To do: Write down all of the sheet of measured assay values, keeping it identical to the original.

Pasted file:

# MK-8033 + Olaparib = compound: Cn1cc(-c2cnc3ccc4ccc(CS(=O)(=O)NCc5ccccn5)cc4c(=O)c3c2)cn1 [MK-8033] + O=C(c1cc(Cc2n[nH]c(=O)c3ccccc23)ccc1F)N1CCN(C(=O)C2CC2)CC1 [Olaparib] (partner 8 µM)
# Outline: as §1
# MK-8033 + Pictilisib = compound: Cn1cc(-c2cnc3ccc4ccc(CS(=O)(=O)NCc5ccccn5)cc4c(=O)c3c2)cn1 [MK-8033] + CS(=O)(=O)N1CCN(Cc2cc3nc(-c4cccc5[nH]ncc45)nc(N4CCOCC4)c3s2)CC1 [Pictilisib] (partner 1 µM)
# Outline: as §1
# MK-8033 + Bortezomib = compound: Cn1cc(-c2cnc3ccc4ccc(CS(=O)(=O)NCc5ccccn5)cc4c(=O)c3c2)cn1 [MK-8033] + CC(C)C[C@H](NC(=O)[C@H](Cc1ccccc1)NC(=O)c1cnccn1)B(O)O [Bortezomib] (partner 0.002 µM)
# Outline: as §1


# MK-8033 + Olaparib = compound: Cn1cc(-c2cnc3ccc4ccc(CS(=O)(=O)NCc5ccccn5)cc4c(=O)c3c2)cn1 [MK-8033] + O=C(c1cc(Cc2n[nH]c(=O)c3ccccc23)ccc1F)N1CCN(C(=O)C2CC2)CC1 [Olaparib] (partner 8 µM)
# Outline: as §1
# MK-8033 + Pictilisib = compound: Cn1cc(-c2cnc3ccc4ccc(CS(=O)(=O)NCc5ccccn5)cc4c(=O)c3c2)cn1 [MK-8033] + CS(=O)(=O)N1CCN(Cc2cc3nc(-c4cccc5[nH]ncc45)nc(N4CCOCC4)c3s2)CC1 [Pictilisib] (partner 1 µM)
# Outline: as §1
# MK-8033 + Bortezomib = compound: Cn1cc(-c2cnc3ccc4ccc(CS(=O)(=O)NCc5ccccn5)cc4c(=O)c3c2)cn1 [MK-8033] + CC(C)C[C@H](NC(=O)[C@H](Cc1ccccc1)NC(=O)c1cnccn1)B(O)O [Bortezomib] (partner 0.002 µM)
# Outline: as §1